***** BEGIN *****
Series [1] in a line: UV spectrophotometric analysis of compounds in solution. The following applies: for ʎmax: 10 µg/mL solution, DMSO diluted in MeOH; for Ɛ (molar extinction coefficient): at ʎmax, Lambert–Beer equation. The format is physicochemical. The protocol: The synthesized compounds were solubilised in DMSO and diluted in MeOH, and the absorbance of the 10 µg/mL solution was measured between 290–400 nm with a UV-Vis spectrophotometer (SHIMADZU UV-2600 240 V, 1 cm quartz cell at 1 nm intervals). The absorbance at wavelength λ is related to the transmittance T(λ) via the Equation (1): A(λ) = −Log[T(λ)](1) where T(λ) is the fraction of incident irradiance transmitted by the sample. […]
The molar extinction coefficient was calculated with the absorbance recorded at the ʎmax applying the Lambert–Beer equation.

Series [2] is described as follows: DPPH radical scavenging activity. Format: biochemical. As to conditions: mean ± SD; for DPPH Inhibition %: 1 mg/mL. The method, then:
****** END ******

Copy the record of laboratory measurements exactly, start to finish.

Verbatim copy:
Series [1] in a line: UV spectrophotometric analysis of compounds in solution. The following applies: for ʎmax: 10 µg/mL solution, DMSO diluted in MeOH; for Ɛ (molar extinction coefficient): at ʎmax, Lambert–Beer equation. The format is physicochemical. The protocol: The synthesized compounds were solubilised in DMSO and diluted in MeOH, and the absorbance of the 10 µg/mL solution was measured between 290–400 nm with a UV-Vis spectrophotometer (SHIMADZU UV-2600 240 V, 1 cm quartz cell at 1 nm intervals). The absorbance at wavelength λ is related to the transmittance T(λ) via the Equation (1): A(λ) = −Log[T(λ)](1) where T(λ) is the fraction of incident irradiance transmitted by the sample. […]
The molar extinction coefficient was calculated with the absorbance recorded at the ʎmax applying the Lambert–Beer equation.

Series [2] is described as follows: DPPH radical scavenging activity. Format: biochemical. As to conditions: mean ± SD; for DPPH Inhibition %: 1 mg/mL. The method, then: